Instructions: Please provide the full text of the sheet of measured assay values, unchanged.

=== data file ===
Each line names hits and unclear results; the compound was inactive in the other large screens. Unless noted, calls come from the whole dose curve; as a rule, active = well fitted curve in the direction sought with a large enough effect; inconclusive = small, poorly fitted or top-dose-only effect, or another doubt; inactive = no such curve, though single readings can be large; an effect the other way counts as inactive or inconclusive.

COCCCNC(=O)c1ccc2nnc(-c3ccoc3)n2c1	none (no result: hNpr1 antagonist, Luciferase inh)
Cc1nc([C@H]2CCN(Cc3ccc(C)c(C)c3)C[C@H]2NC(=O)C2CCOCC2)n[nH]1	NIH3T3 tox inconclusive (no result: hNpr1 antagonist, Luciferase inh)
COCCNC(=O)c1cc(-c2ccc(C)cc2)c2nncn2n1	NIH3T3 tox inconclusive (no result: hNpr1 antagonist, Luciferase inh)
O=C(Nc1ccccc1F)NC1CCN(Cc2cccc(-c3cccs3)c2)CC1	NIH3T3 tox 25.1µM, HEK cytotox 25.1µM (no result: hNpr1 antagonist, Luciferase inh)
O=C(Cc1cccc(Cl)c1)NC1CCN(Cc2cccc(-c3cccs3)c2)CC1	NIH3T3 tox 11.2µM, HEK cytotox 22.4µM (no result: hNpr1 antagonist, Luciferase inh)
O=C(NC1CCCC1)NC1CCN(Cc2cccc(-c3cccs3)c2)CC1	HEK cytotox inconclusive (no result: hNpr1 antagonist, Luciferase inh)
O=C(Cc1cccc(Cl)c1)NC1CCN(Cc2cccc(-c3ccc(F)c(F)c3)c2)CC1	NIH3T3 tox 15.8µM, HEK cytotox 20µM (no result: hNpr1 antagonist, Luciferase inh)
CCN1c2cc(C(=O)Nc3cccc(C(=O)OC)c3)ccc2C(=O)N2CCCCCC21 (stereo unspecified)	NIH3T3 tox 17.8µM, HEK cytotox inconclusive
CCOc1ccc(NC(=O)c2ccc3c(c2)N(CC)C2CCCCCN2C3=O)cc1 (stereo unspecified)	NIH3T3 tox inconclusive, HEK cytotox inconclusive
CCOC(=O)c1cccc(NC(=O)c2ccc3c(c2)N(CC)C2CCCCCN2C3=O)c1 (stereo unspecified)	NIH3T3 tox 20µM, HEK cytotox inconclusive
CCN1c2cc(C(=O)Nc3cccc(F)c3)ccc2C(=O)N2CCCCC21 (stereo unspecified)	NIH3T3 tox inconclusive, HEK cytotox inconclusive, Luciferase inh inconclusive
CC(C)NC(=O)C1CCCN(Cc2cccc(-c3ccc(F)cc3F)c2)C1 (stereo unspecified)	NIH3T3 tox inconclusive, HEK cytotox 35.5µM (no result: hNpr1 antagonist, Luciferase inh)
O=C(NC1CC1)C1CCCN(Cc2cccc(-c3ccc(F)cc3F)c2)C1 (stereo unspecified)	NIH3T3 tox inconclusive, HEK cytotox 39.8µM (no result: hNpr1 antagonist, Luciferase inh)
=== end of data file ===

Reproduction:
Each line names hits and unclear results; the compound was inactive in the other large screens. Unless noted, calls come from the whole dose curve; as a rule, active = well fitted curve in the direction sought with a large enough effect; inconclusive = small, poorly fitted or top-dose-only effect, or another doubt; inactive = no such curve, though single readings can be large; an effect the other way counts as inactive or inconclusive.

COCCCNC(=O)c1ccc2nnc(-c3ccoc3)n2c1	none (no result: hNpr1 antagonist, Luciferase inh)
Cc1nc([C@H]2CCN(Cc3ccc(C)c(C)c3)C[C@H]2NC(=O)C2CCOCC2)n[nH]1	NIH3T3 tox inconclusive (no result: hNpr1 antagonist, Luciferase inh)
COCCNC(=O)c1cc(-c2ccc(C)cc2)c2nncn2n1	NIH3T3 tox inconclusive (no result: hNpr1 antagonist, Luciferase inh)
O=C(Nc1ccccc1F)NC1CCN(Cc2cccc(-c3cccs3)c2)CC1	NIH3T3 tox 25.1µM, HEK cytotox 25.1µM (no result: hNpr1 antagonist, Luciferase inh)
O=C(Cc1cccc(Cl)c1)NC1CCN(Cc2cccc(-c3cccs3)c2)CC1	NIH3T3 tox 11.2µM, HEK cytotox 22.4µM (no result: hNpr1 antagonist, Luciferase inh)
O=C(NC1CCCC1)NC1CCN(Cc2cccc(-c3cccs3)c2)CC1	HEK cytotox inconclusive (no result: hNpr1 antagonist, Luciferase inh)
O=C(Cc1cccc(Cl)c1)NC1CCN(Cc2cccc(-c3ccc(F)c(F)c3)c2)CC1	NIH3T3 tox 15.8µM, HEK cytotox 20µM (no result: hNpr1 antagonist, Luciferase inh)
CCN1c2cc(C(=O)Nc3cccc(C(=O)OC)c3)ccc2C(=O)N2CCCCCC21 (stereo unspecified)	NIH3T3 tox 17.8µM, HEK cytotox inconclusive
CCOc1ccc(NC(=O)c2ccc3c(c2)N(CC)C2CCCCCN2C3=O)cc1 (stereo unspecified)	NIH3T3 tox inconclusive, HEK cytotox inconclusive
CCOC(=O)c1cccc(NC(=O)c2ccc3c(c2)N(CC)C2CCCCCN2C3=O)c1 (stereo unspecified)	NIH3T3 tox 20µM, HEK cytotox inconclusive
CCN1c2cc(C(=O)Nc3cccc(F)c3)ccc2C(=O)N2CCCCC21 (stereo unspecified)	NIH3T3 tox inconclusive, HEK cytotox inconclusive, Luciferase inh inconclusive
CC(C)NC(=O)C1CCCN(Cc2cccc(-c3ccc(F)cc3F)c2)C1 (stereo unspecified)	NIH3T3 tox inconclusive, HEK cytotox 35.5µM (no result: hNpr1 antagonist, Luciferase inh)
O=C(NC1CC1)C1CCCN(Cc2cccc(-c3ccc(F)cc3F)c2)C1 (stereo unspecified)	NIH3T3 tox inconclusive, HEK cytotox 39.8µM (no result: hNpr1 antagonist, Luciferase inh)